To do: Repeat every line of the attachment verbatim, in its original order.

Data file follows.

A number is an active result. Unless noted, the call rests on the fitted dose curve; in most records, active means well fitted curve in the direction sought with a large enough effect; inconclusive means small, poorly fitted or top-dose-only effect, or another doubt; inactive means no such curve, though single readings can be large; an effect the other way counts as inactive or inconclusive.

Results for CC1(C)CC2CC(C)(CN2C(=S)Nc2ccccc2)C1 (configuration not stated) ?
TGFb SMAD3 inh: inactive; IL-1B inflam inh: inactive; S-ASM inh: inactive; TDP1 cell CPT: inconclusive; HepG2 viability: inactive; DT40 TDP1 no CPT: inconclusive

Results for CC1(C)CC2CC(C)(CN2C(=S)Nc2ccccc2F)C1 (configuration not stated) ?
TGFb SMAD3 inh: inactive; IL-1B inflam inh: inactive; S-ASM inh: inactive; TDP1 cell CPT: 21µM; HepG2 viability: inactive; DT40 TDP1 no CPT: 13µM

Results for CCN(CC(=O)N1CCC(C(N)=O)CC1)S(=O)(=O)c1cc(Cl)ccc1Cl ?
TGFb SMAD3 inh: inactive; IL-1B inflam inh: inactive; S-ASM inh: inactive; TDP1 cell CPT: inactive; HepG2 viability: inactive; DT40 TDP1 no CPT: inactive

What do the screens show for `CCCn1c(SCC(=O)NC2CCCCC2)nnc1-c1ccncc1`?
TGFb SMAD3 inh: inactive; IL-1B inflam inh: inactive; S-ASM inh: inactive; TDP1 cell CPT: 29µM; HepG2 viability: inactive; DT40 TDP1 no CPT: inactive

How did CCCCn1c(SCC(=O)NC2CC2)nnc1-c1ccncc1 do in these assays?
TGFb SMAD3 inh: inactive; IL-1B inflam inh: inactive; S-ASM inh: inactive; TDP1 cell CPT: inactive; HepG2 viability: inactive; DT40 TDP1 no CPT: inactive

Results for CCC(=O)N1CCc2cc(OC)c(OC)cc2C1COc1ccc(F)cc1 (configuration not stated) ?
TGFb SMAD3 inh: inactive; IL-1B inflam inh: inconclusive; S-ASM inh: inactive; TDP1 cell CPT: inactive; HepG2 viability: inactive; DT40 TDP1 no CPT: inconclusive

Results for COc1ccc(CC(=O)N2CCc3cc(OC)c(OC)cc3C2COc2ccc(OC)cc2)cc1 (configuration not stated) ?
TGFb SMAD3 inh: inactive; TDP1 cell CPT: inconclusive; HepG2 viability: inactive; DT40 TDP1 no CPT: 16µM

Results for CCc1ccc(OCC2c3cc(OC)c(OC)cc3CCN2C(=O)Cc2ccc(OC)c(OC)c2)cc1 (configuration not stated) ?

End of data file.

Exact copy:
A number is an active result. Unless noted, the call rests on the fitted dose curve; in most records, active means well fitted curve in the direction sought with a large enough effect; inconclusive means small, poorly fitted or top-dose-only effect, or another doubt; inactive means no such curve, though single readings can be large; an effect the other way counts as inactive or inconclusive.

Results for CC1(C)CC2CC(C)(CN2C(=S)Nc2ccccc2)C1 (configuration not stated) ?
TGFb SMAD3 inh: inactive; IL-1B inflam inh: inactive; S-ASM inh: inactive; TDP1 cell CPT: inconclusive; HepG2 viability: inactive; DT40 TDP1 no CPT: inconclusive

Results for CC1(C)CC2CC(C)(CN2C(=S)Nc2ccccc2F)C1 (configuration not stated) ?
TGFb SMAD3 inh: inactive; IL-1B inflam inh: inactive; S-ASM inh: inactive; TDP1 cell CPT: 21µM; HepG2 viability: inactive; DT40 TDP1 no CPT: 13µM

Results for CCN(CC(=O)N1CCC(C(N)=O)CC1)S(=O)(=O)c1cc(Cl)ccc1Cl ?
TGFb SMAD3 inh: inactive; IL-1B inflam inh: inactive; S-ASM inh: inactive; TDP1 cell CPT: inactive; HepG2 viability: inactive; DT40 TDP1 no CPT: inactive

What do the screens show for `CCCn1c(SCC(=O)NC2CCCCC2)nnc1-c1ccncc1`?
TGFb SMAD3 inh: inactive; IL-1B inflam inh: inactive; S-ASM inh: inactive; TDP1 cell CPT: 29µM; HepG2 viability: inactive; DT40 TDP1 no CPT: inactive

How did CCCCn1c(SCC(=O)NC2CC2)nnc1-c1ccncc1 do in these assays?
TGFb SMAD3 inh: inactive; IL-1B inflam inh: inactive; S-ASM inh: inactive; TDP1 cell CPT: inactive; HepG2 viability: inactive; DT40 TDP1 no CPT: inactive

Results for CCC(=O)N1CCc2cc(OC)c(OC)cc2C1COc1ccc(F)cc1 (configuration not stated) ?
TGFb SMAD3 inh: inactive; IL-1B inflam inh: inconclusive; S-ASM inh: inactive; TDP1 cell CPT: inactive; HepG2 viability: inactive; DT40 TDP1 no CPT: inconclusive

Results for COc1ccc(CC(=O)N2CCc3cc(OC)c(OC)cc3C2COc2ccc(OC)cc2)cc1 (configuration not stated) ?
TGFb SMAD3 inh: inactive; TDP1 cell CPT: inconclusive; HepG2 viability: inactive; DT40 TDP1 no CPT: 16µM

Results for CCc1ccc(OCC2c3cc(OC)c(OC)cc3CCN2C(=O)Cc2ccc(OC)c(OC)c2)cc1 (configuration not stated) ?